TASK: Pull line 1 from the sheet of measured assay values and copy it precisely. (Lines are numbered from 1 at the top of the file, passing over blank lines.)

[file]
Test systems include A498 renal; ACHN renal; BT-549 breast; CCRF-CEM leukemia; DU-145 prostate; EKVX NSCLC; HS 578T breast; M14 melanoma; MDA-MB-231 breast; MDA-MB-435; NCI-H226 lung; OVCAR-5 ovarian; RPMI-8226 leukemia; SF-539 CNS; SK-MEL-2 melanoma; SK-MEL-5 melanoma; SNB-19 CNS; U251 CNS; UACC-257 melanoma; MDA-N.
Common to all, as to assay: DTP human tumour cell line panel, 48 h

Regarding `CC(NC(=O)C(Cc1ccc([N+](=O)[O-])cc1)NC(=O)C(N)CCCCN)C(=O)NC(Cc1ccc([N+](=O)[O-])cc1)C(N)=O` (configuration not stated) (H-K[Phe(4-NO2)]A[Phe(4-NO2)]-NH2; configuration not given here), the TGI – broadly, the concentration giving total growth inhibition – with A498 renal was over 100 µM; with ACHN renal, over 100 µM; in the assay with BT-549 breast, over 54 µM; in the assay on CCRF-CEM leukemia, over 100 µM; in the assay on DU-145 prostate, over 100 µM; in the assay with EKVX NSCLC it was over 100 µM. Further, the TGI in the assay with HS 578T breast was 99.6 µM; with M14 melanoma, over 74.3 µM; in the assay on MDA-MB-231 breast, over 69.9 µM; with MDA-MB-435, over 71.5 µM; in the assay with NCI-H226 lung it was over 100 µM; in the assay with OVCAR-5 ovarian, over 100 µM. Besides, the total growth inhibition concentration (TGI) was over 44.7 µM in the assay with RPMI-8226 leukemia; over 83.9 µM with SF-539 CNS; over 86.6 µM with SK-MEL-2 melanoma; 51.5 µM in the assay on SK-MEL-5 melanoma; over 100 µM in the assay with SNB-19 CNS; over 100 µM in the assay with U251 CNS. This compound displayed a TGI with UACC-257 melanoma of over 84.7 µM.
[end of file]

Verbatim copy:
Test systems include A498 renal; ACHN renal; BT-549 breast; CCRF-CEM leukemia; DU-145 prostate; EKVX NSCLC; HS 578T breast; M14 melanoma; MDA-MB-231 breast; MDA-MB-435; NCI-H226 lung; OVCAR-5 ovarian; RPMI-8226 leukemia; SF-539 CNS; SK-MEL-2 melanoma; SK-MEL-5 melanoma; SNB-19 CNS; U251 CNS; UACC-257 melanoma; MDA-N.